Fellow congregants of Chandra Levy pray for her return

Every morning as Rabbi Samuel Graudenz prays, he davens for the safe return of Chandra Ann Levy.

"I can only pray, though the signs are not good, that God will find her alive and well," said the 85-year-old rabbi emeritus of Modesto's Conservative Congregation Beth Shalom, where Levy's parents are members. "It's difficult to see a positive outcome, but at least I can hope."

Levy, a 24-year old Jewish woman from Modesto, vanished suspiciously from Washington, D.C., earlier this month. A graduate student in public administration at the University of Southern California, she had just completed an internship with the federal Bureau of Prisons and was expected to return to Modesto May 9 in time for her May 11 graduation.

Graudenz, now retired and a resident at the Reutlinger Community for Jewish Living in Danville, said he prepared the dark, curly-haired Levy for her bat mitzvah and was "deeply shocked" by her disappearance.

"I knew her as a fantastic student and a beautiful, conscientious girl," he said. "What has happened has put a terrible, terrible pressure on me as a rabbi."

Meanwhile, congregants at Beth Shalom have been aiding community efforts to find Levy, working with the Carole Sund-Carrington Memorial Reward Foundation, a Modesto-based group that helps families find loved ones. Soon after the disappearance, Robert and Susan Levy, the parents of the missing woman, contacted the foundation.

Levy was last seen publicly April 30 when she canceled her membership at the Washington Sports Club near her apartment in Dupont Circle. Because there is no evidence of a crime, police are pursuing the disappearance as a missing person case, said D.C. police officer Tony O'Leary.

"We're following up multiple leads," said O'Leary of the ongoing investigation, which has encompassed several scenarios — including random abduction.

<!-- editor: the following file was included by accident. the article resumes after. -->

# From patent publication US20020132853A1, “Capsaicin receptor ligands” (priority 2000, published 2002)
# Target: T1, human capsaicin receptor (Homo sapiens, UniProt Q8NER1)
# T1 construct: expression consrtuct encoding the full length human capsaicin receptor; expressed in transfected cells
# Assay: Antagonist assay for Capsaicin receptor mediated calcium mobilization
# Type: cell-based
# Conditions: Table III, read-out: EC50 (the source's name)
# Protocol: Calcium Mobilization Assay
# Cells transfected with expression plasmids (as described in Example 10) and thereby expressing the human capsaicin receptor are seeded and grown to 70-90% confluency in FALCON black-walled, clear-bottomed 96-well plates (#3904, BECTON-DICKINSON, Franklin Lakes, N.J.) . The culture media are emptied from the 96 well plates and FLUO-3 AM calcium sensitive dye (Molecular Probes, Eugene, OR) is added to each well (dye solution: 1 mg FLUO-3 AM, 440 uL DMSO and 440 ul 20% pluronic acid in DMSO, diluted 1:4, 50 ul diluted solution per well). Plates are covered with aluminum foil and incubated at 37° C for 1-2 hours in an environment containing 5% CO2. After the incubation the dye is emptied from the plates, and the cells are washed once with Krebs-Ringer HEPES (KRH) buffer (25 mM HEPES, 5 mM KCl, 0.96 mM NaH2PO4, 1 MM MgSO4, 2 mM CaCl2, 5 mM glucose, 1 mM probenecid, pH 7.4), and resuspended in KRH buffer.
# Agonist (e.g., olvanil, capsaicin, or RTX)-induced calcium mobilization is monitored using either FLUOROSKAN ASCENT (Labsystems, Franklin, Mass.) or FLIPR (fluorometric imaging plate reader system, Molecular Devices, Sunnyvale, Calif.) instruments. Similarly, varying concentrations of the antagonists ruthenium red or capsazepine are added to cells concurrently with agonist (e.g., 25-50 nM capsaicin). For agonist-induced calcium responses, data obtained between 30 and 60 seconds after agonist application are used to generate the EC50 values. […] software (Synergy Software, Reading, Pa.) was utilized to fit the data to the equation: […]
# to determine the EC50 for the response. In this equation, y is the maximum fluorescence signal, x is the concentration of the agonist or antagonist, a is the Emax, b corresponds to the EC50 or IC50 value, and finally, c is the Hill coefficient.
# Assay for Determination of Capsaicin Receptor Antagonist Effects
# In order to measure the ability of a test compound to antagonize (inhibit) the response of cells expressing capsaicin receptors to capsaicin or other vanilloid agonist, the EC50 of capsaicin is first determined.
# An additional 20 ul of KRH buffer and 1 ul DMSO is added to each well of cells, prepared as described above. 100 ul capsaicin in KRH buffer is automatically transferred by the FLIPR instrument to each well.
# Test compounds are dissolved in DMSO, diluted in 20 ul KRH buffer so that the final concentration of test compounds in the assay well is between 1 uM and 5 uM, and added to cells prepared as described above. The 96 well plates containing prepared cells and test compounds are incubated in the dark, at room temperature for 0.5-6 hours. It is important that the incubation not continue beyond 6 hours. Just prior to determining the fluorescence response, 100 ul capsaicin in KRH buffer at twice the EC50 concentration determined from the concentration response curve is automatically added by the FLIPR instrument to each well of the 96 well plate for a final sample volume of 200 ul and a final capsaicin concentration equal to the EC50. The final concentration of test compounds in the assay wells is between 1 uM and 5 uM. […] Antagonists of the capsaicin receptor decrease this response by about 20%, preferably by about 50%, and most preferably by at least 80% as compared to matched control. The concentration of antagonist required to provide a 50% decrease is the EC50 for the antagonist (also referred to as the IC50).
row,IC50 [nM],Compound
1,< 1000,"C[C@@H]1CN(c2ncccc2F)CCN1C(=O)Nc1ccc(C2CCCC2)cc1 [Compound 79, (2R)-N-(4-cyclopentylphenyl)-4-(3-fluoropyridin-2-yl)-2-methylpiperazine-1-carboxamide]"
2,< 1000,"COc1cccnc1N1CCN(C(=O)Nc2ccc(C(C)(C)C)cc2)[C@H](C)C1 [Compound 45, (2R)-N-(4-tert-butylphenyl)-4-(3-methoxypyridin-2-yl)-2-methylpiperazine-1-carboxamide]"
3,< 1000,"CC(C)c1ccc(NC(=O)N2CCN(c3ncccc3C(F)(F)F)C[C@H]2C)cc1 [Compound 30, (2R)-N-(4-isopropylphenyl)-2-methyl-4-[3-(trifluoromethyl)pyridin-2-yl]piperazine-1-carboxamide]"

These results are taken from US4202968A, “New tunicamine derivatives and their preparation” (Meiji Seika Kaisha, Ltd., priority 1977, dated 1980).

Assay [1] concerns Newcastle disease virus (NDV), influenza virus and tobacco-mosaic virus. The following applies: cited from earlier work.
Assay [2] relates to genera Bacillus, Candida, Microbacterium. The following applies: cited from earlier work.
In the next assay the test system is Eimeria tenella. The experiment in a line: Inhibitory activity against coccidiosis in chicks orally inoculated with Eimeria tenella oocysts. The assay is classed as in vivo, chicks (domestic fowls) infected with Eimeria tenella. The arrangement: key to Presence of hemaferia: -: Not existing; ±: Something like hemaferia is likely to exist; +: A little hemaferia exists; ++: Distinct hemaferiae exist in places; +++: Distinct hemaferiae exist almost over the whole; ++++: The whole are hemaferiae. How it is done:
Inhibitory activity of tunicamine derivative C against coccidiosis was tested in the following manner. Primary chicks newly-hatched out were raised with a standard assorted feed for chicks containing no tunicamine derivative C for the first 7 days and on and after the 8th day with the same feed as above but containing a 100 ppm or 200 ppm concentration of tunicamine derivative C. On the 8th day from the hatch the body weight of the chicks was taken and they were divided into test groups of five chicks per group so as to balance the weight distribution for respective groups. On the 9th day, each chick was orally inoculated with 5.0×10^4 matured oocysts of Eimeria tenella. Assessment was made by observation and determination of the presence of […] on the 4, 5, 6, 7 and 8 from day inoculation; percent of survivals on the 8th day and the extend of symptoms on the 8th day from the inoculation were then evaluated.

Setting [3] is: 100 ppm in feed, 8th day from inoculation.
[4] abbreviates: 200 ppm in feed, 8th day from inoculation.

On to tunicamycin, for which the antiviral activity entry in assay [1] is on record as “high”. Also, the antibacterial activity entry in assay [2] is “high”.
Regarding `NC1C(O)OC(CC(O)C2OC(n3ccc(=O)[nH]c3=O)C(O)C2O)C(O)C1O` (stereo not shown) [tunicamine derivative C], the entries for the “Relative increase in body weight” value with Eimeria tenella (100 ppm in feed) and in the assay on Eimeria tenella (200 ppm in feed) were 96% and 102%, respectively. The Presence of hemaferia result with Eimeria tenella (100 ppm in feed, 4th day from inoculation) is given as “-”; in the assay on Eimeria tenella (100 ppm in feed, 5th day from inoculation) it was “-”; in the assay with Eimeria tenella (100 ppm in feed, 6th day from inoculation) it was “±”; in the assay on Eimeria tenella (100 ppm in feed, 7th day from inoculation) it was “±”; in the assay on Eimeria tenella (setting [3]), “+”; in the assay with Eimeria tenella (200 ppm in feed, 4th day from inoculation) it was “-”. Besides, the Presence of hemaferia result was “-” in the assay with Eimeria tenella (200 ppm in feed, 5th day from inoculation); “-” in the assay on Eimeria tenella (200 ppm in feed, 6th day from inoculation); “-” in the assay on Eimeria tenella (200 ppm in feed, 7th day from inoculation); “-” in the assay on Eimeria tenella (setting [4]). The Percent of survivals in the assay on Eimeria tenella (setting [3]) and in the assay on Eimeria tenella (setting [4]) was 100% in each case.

Family and friends — including Rep. Gary Condit (D-Modesto), who called her "a good friend" but was rumored to be more than that — made contributions to the Carole Sund-Carrington foundation, offering a $25,000 reward for information leading to Levy's safe return.

Sen. Dianne Feinstein added another $5,000 to the fund last week.

Although she is not a close friend of the Levys, Beth Shalom congregant Evelyn Heilbron has known the family for years and has been volunteering through the foundation.

"We're a small community where everybody knows everybody," she said. "We're doing whatever we can to help them keep the hope alive. Everybody's sitting with their fingers crossed."

Little is known about the missing woman's religious beliefs and involvement. However, some Beth Shalom congregants, including Doreen Goldman, admit to "disagreeing strongly" with Chandra's mother Susan because she is "a Jew with a belief in Christ." That, however, did not deter Goldman and others from aiding the foundation and bringing attention to the family's plight.

Graudenz also confirmed that Susan Levy had "some strange beliefs," but both he and Goldman were unsure if Chandra Levy shared them.

"She's a very nice girl but she's also very hard to get close to," said Goldman of the missing woman. "She didn't really open up a lot."

Susan and Robert Levy did not return phone calls as of press time, but both have appeared extensively on national television and spoken to several media sources.

Paul Gordon, the rabbi at Beth Shalom since August, said he has only met Levy in passing during synagogue services since she has been away at school and in Washington. But he said he wants her family to know that the congregation is there for them.

"In tzedakah, we give ourselves not only financially but emotionally as well," he said. "The Jewish community supports families in need, no matter what the need is — especially in situations when a family doesn't know where their child is."

Gordon said he has been in touch with synagogues and rabbis in the D.C. area, requesting that they assist in the distribution of information regarding Levy's disappearance, "an important aspect in the search."

During a candlelight vigil held Saturday in Levy's Washington neighborhood, Rabbi Tamara Miller, director of Jewish learning and living at the Jewish Community Center in Dupont Circle, said a prayer for the missing woman.

Levy's friend Jennifer Baker, herself a former intern in Washington, describes Levy as a "dynamic, enthusiastic and energetic" person who liked to shop and go to movies. She said Levy had hoped to enter the FBI or work in law enforcement.

"It is out of character for her to just disappear," said Baker, "but I'm trying to stay positive and focused on bringing Chandra home."

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